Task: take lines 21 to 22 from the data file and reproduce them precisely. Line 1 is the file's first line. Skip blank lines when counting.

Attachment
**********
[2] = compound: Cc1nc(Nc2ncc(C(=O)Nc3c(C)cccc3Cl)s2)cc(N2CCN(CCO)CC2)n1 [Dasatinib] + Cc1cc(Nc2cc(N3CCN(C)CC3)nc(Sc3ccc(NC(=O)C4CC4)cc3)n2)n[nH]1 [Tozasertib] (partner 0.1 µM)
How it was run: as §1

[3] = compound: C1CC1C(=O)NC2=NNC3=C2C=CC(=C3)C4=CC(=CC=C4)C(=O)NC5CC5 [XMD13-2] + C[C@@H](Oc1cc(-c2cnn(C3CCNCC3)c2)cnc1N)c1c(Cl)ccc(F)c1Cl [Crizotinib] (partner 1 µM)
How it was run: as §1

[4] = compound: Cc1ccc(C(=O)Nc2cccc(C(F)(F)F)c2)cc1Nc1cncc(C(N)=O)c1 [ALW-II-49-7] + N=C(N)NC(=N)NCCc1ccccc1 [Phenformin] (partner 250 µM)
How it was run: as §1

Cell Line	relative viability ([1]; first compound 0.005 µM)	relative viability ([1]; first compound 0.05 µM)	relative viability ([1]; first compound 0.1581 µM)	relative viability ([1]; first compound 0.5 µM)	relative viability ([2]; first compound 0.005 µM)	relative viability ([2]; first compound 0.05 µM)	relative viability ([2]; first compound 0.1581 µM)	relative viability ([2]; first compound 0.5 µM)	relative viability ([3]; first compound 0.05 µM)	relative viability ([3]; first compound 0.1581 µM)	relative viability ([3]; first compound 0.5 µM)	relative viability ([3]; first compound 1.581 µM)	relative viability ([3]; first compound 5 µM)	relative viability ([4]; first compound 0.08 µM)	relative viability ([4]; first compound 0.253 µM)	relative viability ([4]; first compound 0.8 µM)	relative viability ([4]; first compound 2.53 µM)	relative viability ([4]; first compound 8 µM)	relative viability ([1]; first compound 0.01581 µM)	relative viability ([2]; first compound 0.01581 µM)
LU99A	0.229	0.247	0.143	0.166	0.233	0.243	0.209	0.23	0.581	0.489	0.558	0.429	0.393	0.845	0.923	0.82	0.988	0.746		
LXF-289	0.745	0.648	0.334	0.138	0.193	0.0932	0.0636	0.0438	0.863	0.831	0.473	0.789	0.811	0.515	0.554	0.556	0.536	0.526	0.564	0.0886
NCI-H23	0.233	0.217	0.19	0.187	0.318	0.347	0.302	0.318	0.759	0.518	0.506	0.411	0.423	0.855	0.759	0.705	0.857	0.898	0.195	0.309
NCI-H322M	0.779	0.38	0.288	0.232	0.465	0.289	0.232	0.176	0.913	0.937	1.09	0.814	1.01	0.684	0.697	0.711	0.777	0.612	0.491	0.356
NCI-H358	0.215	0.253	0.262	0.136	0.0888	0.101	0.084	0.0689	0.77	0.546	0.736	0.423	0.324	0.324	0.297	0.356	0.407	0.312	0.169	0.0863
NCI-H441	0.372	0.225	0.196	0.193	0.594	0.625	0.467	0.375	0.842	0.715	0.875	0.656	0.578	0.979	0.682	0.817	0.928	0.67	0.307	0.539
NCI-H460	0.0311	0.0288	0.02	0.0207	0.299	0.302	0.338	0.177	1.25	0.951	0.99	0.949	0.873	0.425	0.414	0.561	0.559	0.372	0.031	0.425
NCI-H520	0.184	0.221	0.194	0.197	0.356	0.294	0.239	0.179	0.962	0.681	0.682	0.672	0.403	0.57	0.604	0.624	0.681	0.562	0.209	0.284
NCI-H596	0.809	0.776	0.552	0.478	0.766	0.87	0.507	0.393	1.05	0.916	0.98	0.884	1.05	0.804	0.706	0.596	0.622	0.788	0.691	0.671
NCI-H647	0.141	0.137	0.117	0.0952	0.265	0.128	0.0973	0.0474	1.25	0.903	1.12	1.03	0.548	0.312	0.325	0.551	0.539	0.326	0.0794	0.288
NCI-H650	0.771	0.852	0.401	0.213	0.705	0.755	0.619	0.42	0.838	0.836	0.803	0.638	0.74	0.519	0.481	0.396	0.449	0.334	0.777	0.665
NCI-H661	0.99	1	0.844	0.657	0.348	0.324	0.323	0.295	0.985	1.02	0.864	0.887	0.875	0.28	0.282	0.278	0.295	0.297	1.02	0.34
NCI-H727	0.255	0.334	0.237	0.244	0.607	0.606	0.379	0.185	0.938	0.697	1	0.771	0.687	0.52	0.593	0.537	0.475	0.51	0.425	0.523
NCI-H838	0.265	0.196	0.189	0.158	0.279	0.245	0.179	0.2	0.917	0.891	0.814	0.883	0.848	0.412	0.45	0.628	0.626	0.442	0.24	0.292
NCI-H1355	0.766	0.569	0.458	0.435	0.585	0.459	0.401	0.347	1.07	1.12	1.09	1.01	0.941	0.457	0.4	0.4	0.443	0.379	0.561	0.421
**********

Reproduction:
NCI-H838	0.265	0.196	0.189	0.158	0.279	0.245	0.179	0.2	0.917	0.891	0.814	0.883	0.848	0.412	0.45	0.628	0.626	0.442	0.24	0.292
NCI-H1355	0.766	0.569	0.458	0.435	0.585	0.459	0.401	0.347	1.07	1.12	1.09	1.01	0.941	0.457	0.4	0.4	0.443	0.379	0.561	0.421